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A fine and rare guan-type vase, Seal mark and period of Qianlong

A FINE AND RARE GUAN-TYPE VASE<br>SEAL MARK AND PERIOD OF QIANLONG | Lot | Sotheby's

A fine and rare guan-type vase, Seal mark and period of QianlongEstimation 2,000,0003,000,000 HKD. Photo Sotheby’s

of archaistic hu form, well potted with a slender ovoid body rising from a slightly splayed base to a waisted neck and a slightly flared mouth, the neck flanked by a pair of tubular lug handles, covered overall in a thick caesius-coloured glaze suffused with a network of light grey and colourless crackles, save for the rounded footring dressed in a dark brown wash in imitation of Song dynasty guan ware, the base inscribed in underglaze blue with a six-character seal mark; 34.3 cm., 13 1/2  in

Notes: The elegant form of this vase is heightened through the matrix of crackles in the luminous glaze which has been made in imitation of guan ware of the Southern Song dynasty (1127-1279).  The unusual form is recorded as a Yongzheng innovation in Geng Baochang, Ming Qing ciqi jianding, Hong Kong, 1993, p. 234, fig. 10; a related guan-type vase, with a Yongzheng reign mark and of the period, was sold in these rooms, 8th October 2013, lot 3128.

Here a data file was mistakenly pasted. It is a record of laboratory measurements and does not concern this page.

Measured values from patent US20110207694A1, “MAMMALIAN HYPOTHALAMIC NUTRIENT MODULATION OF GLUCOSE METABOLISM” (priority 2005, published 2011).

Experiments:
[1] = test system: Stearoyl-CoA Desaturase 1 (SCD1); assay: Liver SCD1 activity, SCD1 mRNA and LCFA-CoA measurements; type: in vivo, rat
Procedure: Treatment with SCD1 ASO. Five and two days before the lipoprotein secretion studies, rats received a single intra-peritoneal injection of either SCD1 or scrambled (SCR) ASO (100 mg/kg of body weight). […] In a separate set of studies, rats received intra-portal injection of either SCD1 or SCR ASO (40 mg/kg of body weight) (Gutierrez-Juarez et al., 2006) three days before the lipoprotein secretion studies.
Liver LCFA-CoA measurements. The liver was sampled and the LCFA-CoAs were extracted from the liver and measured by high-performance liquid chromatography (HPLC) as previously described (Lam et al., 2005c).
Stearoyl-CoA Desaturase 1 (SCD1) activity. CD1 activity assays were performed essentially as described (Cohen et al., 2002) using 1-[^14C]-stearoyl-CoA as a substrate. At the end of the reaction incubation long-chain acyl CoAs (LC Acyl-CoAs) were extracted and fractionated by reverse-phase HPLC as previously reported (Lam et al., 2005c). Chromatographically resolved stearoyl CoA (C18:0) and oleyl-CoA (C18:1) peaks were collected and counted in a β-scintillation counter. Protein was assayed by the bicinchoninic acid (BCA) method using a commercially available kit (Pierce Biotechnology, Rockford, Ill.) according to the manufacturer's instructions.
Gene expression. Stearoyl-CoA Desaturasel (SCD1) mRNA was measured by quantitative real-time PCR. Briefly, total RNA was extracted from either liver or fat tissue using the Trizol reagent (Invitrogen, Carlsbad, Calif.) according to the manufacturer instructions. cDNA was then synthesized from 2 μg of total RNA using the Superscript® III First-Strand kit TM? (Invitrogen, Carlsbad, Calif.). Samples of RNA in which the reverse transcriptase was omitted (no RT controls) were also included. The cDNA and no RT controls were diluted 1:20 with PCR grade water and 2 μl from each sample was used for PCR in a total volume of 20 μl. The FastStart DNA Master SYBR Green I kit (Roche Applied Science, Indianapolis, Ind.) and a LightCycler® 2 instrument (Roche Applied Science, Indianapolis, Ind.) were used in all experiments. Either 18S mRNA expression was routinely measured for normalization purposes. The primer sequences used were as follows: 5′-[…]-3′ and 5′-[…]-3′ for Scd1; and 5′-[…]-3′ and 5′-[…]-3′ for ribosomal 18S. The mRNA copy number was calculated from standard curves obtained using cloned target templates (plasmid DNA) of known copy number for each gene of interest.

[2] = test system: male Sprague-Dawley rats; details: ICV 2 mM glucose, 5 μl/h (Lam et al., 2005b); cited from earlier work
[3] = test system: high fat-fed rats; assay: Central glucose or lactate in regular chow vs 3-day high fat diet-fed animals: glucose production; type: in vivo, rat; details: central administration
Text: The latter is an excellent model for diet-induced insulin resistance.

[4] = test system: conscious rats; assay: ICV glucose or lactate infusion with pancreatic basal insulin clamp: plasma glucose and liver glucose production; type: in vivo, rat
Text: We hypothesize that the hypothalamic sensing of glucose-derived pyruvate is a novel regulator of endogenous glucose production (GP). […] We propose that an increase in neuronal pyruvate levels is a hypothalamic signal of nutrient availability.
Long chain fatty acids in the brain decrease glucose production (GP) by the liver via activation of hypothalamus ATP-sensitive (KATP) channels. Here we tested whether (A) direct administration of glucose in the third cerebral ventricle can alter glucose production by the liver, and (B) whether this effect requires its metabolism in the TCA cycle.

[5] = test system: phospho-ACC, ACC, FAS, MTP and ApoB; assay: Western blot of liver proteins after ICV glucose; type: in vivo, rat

As with many Yongzheng and Qianlong monochrome wares, this vessel is a reinterpretation of an archaic bronze hu form which was first developed by craftsmen working at the Guan kilns. The Song version is closer to its bronze prototype, with its pear-shaped body, long tubular handles and raised horizontal ribs which echo the cast decorative bands; for example see three vases from the Qing Court collection and still in Beijing, illustrated in The Complete Collection of Treasures of the Palace Museum. Porcelain of the Song Dynasty (II), Hong Kong, 1996, pls 40-42. However the craftsman of the present piece has taken greater liberty with the shape and merged the handles and glaze of the Song vase with the olive form (ganlanping) of the Kangxi period, also included in Geng, op. cit., p. 190, fig. 10.

Compare Qianlong vases of related form, but with a more pronounced curve of the body and decorated with green dragons on a yellow ground, such as one in the Palace Museum, Beijing, published in Kangxi. Yongzheng. Qianlong. Qing Porcelain from the Palace Museum, Hong Kong, 1989, p. 215, pl. 44; and another sold at Christie’s New York, 17th September 2008, lot 480.

Sotheby’s. Fine Chinese Ceramics and Works of Art. Hong Kong | 08 oct. 2014, 03:00 PM